• test – the policy grants the right to run troubleshooting commands (ping, traceroute, bandwidth-test, wireless scan, and snooper);
  • password – the policy grants the right to change your own password;
  • policy – the policy grants the right to manage accounts and groups.

Sensitive data

Certain data are defined in RouterOS as sensitive, including Wi-Fi, IPSec, and SNMP keys, passwords to VPN interfaces and servers, passwords to routing protocols, and other data affecting the security.

The Hide Sensitive flag can be set in the Settings section of the Winbox main menu. When this flag is enabled, the sensitive information is displayed as stars (and cannot be viewed in the terminal). Such a protection against password disclosure… When the Sensitive option is disabled in the group settings, the respective checkbox is not removed in the main menu; i.e. the Sensitive permission allows the user to see the entered passwords.

Port Knocking

Earlier in this article, I had mentioned the need to restrict the access to the router’s managing services to certain addresses. This is very important: the Winbox protocol is far from perfection and the discovery of new ‘holes’ in it is more than likely. But sometimes you may need to connect to the router from a hotel or cafe – i.e. from an unknown address not included in your whitelist.

In such situations, administrators use the Pork Knocking technique. Initially, the port is closed for everybody. But as soon as you perform a certain sequence of actions, all management ports become open to your current IP address. This sequence of actions may be pretty sophisticated so that nobody can guess it. For instance:

  • initially, all management ports are closed for all addresses except for the whitelisted ones; and
  • if a TCP segment comes to port 1234 of the router, then two segments come to port 4321, and one segment comes to port 5678, the sender’s address becomes whitelisted for 24 hours.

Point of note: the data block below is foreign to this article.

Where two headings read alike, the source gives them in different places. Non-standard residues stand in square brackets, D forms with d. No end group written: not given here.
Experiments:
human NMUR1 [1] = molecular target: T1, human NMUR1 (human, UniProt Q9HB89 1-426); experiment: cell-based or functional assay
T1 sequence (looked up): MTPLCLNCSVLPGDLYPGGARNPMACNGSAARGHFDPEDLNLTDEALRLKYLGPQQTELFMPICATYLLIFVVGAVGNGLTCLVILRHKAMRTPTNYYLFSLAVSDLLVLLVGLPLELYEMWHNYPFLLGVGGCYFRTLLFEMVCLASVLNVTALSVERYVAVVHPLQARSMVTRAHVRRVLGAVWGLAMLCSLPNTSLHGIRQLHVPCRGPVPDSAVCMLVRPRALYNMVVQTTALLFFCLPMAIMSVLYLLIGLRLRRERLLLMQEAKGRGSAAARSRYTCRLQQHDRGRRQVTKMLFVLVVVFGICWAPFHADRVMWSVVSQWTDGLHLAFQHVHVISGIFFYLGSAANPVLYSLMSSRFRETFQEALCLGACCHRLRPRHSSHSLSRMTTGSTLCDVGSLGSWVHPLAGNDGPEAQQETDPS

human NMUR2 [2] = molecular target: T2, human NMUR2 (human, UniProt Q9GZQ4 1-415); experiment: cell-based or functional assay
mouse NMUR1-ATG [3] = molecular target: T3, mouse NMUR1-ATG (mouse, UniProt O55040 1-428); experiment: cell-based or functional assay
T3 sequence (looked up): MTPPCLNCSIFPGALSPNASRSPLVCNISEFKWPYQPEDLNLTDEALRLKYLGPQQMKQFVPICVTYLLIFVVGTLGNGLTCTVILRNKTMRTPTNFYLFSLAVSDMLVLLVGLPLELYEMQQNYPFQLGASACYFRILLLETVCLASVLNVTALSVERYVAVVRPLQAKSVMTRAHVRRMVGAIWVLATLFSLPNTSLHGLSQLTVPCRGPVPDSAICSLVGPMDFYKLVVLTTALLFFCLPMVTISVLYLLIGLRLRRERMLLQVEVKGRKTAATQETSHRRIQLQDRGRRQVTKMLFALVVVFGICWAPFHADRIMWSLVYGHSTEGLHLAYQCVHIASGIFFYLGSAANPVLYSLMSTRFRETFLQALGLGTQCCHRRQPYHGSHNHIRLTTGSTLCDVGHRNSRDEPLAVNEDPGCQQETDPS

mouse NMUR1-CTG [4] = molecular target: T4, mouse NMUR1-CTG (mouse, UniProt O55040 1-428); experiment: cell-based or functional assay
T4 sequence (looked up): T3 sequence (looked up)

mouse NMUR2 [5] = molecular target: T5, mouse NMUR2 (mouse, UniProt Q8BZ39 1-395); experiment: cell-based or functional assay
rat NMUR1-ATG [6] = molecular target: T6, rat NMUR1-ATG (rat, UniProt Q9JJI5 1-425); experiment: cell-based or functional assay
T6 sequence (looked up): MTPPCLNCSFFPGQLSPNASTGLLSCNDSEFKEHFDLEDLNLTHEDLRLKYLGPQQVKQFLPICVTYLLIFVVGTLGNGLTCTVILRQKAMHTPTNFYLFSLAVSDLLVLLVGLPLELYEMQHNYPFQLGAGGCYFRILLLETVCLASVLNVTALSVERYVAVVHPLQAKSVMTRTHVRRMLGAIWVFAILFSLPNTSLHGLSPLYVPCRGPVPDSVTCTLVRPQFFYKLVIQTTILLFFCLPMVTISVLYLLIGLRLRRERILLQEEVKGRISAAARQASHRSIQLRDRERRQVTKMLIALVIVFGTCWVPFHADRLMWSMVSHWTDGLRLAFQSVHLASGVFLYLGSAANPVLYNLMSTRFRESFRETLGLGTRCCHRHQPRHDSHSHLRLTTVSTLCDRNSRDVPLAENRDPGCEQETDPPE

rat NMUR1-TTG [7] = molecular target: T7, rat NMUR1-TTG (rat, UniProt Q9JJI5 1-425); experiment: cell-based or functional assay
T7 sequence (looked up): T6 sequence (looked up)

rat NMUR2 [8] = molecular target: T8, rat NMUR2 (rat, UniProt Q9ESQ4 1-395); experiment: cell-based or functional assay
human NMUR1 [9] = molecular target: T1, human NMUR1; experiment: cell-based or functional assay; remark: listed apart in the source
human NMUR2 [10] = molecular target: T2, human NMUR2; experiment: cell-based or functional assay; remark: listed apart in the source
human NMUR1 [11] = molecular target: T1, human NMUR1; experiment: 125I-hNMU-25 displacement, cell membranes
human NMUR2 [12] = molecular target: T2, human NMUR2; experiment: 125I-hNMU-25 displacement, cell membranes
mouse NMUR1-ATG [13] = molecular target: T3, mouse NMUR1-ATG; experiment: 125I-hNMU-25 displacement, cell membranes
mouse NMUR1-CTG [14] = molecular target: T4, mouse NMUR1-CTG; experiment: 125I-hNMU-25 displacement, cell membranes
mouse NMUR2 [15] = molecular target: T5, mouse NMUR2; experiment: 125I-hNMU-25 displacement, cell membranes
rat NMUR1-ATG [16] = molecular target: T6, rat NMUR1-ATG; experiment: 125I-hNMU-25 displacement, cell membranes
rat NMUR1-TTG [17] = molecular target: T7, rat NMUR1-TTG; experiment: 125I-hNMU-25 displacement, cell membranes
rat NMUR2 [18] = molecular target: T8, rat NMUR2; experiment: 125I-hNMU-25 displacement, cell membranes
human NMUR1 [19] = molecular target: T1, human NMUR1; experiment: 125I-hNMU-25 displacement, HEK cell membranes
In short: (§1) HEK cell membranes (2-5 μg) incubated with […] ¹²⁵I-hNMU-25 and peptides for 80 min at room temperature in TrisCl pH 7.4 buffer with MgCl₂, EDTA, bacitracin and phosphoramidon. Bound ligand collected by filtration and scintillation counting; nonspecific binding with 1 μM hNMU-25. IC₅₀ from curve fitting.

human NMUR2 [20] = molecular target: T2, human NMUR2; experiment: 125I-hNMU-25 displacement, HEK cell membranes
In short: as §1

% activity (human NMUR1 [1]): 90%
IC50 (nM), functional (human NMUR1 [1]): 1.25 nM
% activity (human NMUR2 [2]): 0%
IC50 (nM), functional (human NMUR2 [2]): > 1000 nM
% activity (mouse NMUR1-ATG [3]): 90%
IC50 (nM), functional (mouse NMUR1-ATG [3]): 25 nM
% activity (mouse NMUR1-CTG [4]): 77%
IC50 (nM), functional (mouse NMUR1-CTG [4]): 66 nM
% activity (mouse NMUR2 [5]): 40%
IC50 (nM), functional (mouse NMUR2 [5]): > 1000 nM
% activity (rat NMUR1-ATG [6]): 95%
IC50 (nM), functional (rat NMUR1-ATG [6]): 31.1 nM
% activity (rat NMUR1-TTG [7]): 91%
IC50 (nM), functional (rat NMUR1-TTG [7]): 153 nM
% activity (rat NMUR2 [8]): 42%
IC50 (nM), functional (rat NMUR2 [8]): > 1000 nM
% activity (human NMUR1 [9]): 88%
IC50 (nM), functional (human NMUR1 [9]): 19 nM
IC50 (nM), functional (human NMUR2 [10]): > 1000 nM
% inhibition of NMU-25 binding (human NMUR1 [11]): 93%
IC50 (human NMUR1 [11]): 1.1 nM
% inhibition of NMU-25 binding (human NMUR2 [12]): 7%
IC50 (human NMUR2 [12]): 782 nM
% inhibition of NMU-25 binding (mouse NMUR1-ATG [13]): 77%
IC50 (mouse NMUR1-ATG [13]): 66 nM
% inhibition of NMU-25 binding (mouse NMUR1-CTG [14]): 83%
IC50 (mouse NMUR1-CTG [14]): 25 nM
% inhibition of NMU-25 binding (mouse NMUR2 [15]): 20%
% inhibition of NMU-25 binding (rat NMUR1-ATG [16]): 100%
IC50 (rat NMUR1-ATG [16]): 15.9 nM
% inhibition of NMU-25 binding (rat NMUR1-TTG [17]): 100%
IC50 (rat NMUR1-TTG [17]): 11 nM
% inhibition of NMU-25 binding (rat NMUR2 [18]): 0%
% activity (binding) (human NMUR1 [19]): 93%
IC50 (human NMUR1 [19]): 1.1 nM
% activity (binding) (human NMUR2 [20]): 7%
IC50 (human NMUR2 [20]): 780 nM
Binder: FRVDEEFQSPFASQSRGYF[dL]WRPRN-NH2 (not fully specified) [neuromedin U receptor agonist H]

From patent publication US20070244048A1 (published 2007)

The following script implements the above sequence of actions:

/ip firewall filter
add action=accept chain=input dst-port=22,8291 protocol=tcp \
add action=drop chain=input dst-port=22,8291 protocol=tcp
add action=add-src-to-address-list address-list=mgmt_stage1 \
    address-list-timeout=1m chain=input connection-state=new \
    dst-port=1234 protocol=tcp
add action=add-src-to-address-list address-list=mgmt_stage2 \
    address-list-timeout=1m chain=input connection-state=new \
    dst-port=4321 protocol=tcp src-address-list=mgmt_stage1
add action=add-src-to-address-list address-list=mgmt_stage3 \
    address-list-timeout=1m chain=input connection-state=new \
    dst-port=4321 protocol=tcp src-address-list=mgmt_stage2
add action=add-src-to-address-list address-list=mgmt_allow \
    address-list-timeout=1d chain=input connection-state=new \
    dst-port=5678 protocol=tcp src-address-list=mgmt_stage3

Rules 3-6 (action=add-src-to-address-list) implement the described-above logic. The first rule grants access to the router management only to the addresses included in the mgmt_allow list that is compiled at stages 3-6. The second rule prohibits access for everybody. The first two rules are put in the beginning to avoid the unnecessary traffic management during the implementation of the four rules containing the logic and reduce the CPU load.